Blog about my photojournalism work, and maybe about anything else that takes my fancy from time to time. All views expressed here are my own and do not represent those of my employers.

Farewell to a friend and mentor


A good friend passed away today.  Lino Arrigo Azzopardi, an Associated Press photographer here in Malta for many years, passed away aged 77 after a battle with cancer, a battle which destroyed his health and his body, but not his sense of humour and his joyful, funny character traits.  He was one of a kind, a chap I learnt so much from, particularly in my early days as an upcoming wire photographer.  Though we worked for competing agencies, that never got in the way of helping each other out – sometimes it might have been helping with equipment technical issues, or passing on a few image negatives when one of us missed an event, or tip-offs.


Lino and I at the Office of the Prime Minister in 1998, waiting for the newly-elected prime minister to arrive after winning the general elections.

He’d cheated death before, having had a narrow escape in a traffic accident while he was travelling in the Maltese President’s motorcade in Bulgaria in 2001.  Recovery and recuperation took several months.  He had been working as the President’s and Prime Minister’s official photographer on overseas visits for several years – once he was out of action, he recommended that I take his place until he was well again, a gesture that enabled me to travel to some wonderful and distant parts of the globe.

Fond memories are too many to write here. But the ones which most comes to mind, something we’d often reminisce about whenever we met and have a bellyful of laughs about, was when Britain’s Queen Elizabeth visited Malta for a day in 2007 – we were on the same fixed photo position, both armed with long lenses, waiting for the Queen to walk out of a public garden and come towards us.  Hundreds of people lined the barriers along the side, waiting to catch a glimpse of the Queen.  As she approached, our view of her was totally obstructed by members of her entourage, protection detail and roving photographers and TV cameramen.  Both Lino and I started shouting and yelling for them to get out of the way.  I’m sure there was the odd bit of blasphemy thrown in as well.  People, including many tourists, were horrified – they thought we were shouting and swearing at the Queen herself.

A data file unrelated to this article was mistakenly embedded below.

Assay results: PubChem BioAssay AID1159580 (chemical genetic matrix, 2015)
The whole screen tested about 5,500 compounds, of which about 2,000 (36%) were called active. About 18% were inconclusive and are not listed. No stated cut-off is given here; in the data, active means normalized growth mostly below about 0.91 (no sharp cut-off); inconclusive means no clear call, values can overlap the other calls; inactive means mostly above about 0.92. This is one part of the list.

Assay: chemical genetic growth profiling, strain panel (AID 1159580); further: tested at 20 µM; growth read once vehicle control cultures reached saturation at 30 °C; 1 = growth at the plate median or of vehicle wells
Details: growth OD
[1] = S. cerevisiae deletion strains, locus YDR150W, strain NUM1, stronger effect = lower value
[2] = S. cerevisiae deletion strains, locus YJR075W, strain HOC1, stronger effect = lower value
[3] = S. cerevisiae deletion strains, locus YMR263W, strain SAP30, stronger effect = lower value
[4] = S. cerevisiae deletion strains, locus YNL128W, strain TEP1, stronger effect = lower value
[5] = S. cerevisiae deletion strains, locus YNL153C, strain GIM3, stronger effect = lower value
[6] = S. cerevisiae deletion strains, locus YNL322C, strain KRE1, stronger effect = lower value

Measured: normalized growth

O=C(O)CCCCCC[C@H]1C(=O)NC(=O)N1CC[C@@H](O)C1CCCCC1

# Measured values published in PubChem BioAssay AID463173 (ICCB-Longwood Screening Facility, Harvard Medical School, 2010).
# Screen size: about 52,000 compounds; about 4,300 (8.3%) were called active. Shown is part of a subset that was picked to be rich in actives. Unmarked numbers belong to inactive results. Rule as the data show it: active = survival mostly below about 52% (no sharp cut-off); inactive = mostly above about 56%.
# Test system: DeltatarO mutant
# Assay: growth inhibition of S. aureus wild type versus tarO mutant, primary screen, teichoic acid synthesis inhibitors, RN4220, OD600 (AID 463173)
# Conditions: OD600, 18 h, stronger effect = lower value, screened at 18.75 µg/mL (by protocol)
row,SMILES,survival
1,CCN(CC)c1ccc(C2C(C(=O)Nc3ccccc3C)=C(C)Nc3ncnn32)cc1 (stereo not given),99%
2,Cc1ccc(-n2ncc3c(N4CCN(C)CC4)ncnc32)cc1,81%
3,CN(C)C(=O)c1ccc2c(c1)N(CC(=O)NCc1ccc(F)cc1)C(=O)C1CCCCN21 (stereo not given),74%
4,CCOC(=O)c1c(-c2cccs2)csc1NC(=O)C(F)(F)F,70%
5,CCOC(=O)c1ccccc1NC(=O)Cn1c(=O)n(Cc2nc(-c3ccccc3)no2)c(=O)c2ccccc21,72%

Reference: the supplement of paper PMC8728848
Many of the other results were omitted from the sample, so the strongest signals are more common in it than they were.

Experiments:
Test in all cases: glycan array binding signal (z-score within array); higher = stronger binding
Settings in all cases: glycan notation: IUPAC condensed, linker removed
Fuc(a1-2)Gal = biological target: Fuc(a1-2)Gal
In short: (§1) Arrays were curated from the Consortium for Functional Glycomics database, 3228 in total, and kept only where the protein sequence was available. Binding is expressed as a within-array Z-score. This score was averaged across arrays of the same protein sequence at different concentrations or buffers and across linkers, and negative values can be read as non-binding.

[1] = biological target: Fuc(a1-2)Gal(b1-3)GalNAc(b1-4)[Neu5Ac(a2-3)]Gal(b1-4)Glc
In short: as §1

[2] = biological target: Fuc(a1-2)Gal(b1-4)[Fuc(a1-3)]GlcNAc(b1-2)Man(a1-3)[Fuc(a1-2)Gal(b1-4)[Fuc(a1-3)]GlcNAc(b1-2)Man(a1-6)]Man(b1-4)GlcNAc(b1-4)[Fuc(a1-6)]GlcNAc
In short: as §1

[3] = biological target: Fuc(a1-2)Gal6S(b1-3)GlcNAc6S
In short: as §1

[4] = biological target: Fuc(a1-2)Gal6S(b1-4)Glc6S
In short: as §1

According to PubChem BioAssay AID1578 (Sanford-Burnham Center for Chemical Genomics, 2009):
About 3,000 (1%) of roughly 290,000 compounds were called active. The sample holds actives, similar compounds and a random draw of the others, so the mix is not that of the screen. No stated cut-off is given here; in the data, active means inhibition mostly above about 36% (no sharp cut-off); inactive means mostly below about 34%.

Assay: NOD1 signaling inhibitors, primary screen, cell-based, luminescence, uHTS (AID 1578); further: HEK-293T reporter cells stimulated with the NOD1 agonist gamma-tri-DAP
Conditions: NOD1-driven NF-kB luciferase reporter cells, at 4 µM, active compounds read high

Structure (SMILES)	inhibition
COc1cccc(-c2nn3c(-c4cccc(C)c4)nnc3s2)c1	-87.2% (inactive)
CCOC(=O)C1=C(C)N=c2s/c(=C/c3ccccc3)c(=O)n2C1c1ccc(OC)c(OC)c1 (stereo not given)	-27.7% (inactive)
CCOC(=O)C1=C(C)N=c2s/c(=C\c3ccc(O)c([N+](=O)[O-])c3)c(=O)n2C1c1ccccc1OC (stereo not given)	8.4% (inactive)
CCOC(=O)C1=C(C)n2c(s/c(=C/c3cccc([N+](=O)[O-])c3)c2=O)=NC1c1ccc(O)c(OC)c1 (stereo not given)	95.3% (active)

Myself, Paul Zammit Cordina, Lino and Stephen Gatt before the Malta vs Italy Euro 2016 qualifier

Another fond memory goes back to the day we were working on the MV Arctic Sea story in 2009.  The Maltese-registered freighter had just been handed back to its Finnish owners by Russia, just outside Maltese territorial waters, more than two months after its forces recovered it off the Cape Verde Islands. Arctic Sea had disappeared in the Atlantic after being boarded by eight hijackers in the Baltic Sea in July, causing a media storm. When the ship had anchored just outside Maltese waters, a few days before it was eventually towed into harbour, Lino and I had got on a friend’s boat and spent the whole day at sea, checking out as many ships as we could in the limited charter time we had, trying to (unsuccessfully) get some pictures of the freighter.


Lino covers the arrival of evacuees from Libya in 2011

Perhaps one of the funniest memories goes back to 1999.  We were covering the Games of the Small States of Europe in Liechtenstein.  Our hotel was across the border in a small Austrian town, the name of which escapes me at the moment.  On our first evening there, our group of around half a dozen or so journalists walked around the town for ages, looking for a place to have dinner.  It was late, most places were closed.  Eventually, we found one restaurant which seemed to be about to close, but the owner waved us in.  As we sat inside, Lino was trying to communicate with the owner in very broken German, getting quite frustrated when they weren’t managing to understand each other.  It took a good half an hour before someone twigged onto the fact that the restaurant owner was Italian, and all of us were fluent Italian speakers.


Myself, Lino, Matthew Mirabelli and Charles Marsh at the Games of the Small States of Europe in Liechtenstein, 1999

I could go on and on …. so many memories, but I’ll leave it at that.  So long Lino, you were larger than life.  As they say, till we meet again, old friend.

2 responses

  1. Reblogged this on The Cons's Nook: and commented:
    More about Lino Arrigo Azzopardi from my esteemed colleague Darrin Zammit Lupi

    December 27, 2016 at 17:07

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